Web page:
Or this:

Didion’s genius is that she understands what it is to be a girl on the cusp of womanhood, in that fragile, fleeting, emotional time that she explored in a way no one else ever has. Didion is, depending on the reader’s point of view, either an extraordinarily introspective or an extraordinarily narcissistic writer. As such, she is very much like her readers themselves.

But what makes Flanagan’s writing so memorable and touching is her interweaving of the personal with the cultural and the historical.  She (Flanagan) grew up in Berkeley, California, the daughter of the Chair of the UC Berkeley English Department.  Her description of the dinner which Didion attended at Flanagan’s house (Flanagan was 14 at the time) and Didion’s major lecture on the campus during that visit, is one of the best in recent English-language essay writing.  This was Flanagan’s view at the time:

I don’t like writers. I like Carly Simon and Elton John and The Mary Tyler Moore Show. I like getting out of Berkeley altogether, driving through the Caldecott Tunnel and going to the Sunvalley Mall, where they have a food court, a movie theater, birds in cages, a Macy’s, a J. C. Penney, and a Sears. I am trying to make a life very different from the one I’m growing up in, which is filled with intellectuals and writers and passionate ideas about long-dead people. I’m growing up with people who take a dim view of America (many who come to dinner parties at our house hate America), but I love America, a place whose principal values and delights are on display at the Sunvalley Mall.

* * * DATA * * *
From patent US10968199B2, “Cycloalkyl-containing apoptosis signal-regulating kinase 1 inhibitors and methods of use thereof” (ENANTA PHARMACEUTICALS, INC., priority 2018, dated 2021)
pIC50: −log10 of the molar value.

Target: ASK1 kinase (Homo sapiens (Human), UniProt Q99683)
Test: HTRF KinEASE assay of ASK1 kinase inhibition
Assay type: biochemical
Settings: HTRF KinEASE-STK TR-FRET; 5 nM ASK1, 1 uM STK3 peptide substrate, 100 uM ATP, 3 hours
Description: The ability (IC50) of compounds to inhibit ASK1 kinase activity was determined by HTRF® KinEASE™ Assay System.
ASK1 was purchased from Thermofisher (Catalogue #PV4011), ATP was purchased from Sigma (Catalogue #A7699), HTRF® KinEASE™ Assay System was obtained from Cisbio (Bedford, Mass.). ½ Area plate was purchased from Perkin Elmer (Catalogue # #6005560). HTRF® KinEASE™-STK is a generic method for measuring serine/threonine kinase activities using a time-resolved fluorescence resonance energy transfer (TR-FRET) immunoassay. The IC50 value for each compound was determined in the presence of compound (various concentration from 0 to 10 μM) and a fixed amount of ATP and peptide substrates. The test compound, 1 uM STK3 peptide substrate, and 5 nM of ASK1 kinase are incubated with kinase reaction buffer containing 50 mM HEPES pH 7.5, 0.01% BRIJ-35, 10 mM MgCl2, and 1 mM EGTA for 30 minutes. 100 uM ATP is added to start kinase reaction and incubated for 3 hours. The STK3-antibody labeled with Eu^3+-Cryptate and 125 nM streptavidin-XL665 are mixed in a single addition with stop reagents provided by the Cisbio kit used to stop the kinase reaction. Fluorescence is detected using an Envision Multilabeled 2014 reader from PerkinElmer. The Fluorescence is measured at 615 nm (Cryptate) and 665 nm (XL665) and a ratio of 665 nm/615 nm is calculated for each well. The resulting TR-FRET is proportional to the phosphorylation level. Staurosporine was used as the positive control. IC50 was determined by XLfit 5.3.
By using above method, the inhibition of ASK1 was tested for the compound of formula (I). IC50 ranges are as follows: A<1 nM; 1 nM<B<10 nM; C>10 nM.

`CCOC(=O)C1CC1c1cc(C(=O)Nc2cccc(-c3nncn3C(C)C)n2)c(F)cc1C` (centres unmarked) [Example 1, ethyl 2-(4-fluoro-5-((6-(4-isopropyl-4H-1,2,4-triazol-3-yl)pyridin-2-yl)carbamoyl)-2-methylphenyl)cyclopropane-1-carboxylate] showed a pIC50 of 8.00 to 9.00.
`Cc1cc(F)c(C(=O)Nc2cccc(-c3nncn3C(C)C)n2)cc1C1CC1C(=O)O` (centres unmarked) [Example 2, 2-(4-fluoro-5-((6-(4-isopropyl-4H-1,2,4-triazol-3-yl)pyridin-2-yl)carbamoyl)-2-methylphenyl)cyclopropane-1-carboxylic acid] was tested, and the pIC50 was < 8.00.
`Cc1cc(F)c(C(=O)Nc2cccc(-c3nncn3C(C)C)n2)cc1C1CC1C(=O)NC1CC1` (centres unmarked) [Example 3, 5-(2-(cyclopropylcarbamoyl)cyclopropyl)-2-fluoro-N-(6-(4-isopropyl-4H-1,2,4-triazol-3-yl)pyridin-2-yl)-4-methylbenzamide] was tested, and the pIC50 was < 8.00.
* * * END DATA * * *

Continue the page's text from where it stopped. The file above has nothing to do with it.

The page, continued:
The personal, the political, the literary, the historical all combine here in an evocative and moving cultural memoir about female writers in America.


What Girls Want – Stephenie Meyer, Caitlin Flanagan and the “Twilight” series

March 28, 2009

As I write this, Stephenie Meyer has six of the top ten “bestsellers” in the Sydney Morning Herald list (supplied by Nielsen BookScan) published on Saturday 29th March 2008, in first, second, third, fourth, sixth and seventh places, with the book Twilight appearing twice (the “regular” edition in fourth place and the film tie-in in seventh place).  This may not be unprecedented (the Harry Potter books often monopolised the top places in this list in their time), but this has been going on for quite some time and speaks to a significant cultural phenomenon that I am not certain we all understand.  (Nielsen BookScan USA also lists Meyer’s books in fourth, fifth, sixth and ninth position.  BookScan New Zealand lists them in first, second, third, fourth, fifth and eighth position.)  The New York Times bestseller list, which appears to count things differently – there Meyer has her new The Host book in the hardcover list of fiction, none in the paperback trade fiction list, none in the paperback mass market list, but then grabs first place in the children’s “series” list – with 85 weeks and counting. 

Caitlin Flanagan, a feature writer for The Atlantic, has come closest to explaining the powerful appeal of Meyer’s Twilight saga.  In her article entitled “What Girls Want” (December 2008 issue, pp. 108-120), she provides one of the most interesting, nuanced, and beautifully written analyses of what teenage girls want – and get – from reading fiction, relating it to Judy Blume, Valley of the Dolls, Peyton Place, Sisterhood of the Traveling Pants, Prep and Catcher in the Rye.   Flanagan’s extensive review article draws from personal experience, self-knowledge and has a clarity of writing that is almost breath-taking at times.  Some quotes: